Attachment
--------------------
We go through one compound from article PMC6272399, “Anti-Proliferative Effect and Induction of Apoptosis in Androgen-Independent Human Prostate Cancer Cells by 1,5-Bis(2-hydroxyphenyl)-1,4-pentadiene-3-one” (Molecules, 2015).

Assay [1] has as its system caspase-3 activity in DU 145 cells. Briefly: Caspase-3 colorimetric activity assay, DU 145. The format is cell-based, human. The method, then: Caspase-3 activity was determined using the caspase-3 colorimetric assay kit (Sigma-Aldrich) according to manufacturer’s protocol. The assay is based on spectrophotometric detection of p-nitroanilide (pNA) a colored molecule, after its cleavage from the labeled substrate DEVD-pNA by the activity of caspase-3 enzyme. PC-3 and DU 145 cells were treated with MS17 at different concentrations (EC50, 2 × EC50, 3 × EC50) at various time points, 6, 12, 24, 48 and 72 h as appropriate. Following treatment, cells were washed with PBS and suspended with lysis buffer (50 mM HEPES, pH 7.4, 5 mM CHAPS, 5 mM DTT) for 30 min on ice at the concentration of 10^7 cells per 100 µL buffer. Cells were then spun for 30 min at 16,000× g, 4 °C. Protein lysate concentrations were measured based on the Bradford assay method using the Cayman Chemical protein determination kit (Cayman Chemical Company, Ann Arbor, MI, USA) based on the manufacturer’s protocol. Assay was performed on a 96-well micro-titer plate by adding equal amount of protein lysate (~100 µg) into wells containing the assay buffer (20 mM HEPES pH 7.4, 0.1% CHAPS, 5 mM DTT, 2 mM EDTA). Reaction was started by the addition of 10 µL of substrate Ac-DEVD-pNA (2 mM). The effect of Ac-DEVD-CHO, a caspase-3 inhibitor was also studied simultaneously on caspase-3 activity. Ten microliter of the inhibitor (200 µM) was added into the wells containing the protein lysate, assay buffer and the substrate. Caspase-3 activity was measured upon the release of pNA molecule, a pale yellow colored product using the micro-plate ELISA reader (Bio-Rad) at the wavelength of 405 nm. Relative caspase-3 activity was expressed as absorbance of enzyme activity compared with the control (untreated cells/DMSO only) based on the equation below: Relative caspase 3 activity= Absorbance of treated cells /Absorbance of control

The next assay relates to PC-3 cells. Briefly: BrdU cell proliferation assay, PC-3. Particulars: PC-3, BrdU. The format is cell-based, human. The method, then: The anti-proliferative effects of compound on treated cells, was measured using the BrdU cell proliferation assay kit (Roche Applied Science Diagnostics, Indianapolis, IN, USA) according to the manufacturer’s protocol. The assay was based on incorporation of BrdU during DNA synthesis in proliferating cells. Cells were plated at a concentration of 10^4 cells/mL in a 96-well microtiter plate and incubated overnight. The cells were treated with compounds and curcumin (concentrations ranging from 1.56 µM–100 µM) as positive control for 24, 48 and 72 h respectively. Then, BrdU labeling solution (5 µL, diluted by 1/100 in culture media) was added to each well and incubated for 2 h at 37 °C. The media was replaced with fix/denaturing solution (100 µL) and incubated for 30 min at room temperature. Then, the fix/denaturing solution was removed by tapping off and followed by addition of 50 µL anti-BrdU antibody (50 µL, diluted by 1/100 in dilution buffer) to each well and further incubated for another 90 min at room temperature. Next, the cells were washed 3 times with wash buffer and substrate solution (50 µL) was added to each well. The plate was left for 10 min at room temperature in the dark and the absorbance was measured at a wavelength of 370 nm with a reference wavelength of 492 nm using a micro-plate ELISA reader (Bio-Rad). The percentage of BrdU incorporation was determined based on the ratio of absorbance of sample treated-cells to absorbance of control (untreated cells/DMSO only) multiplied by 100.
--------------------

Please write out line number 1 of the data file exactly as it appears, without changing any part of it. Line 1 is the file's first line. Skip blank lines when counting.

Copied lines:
We go through one compound from article PMC6272399, “Anti-Proliferative Effect and Induction of Apoptosis in Androgen-Independent Human Prostate Cancer Cells by 1,5-Bis(2-hydroxyphenyl)-1,4-pentadiene-3-one” (Molecules, 2015).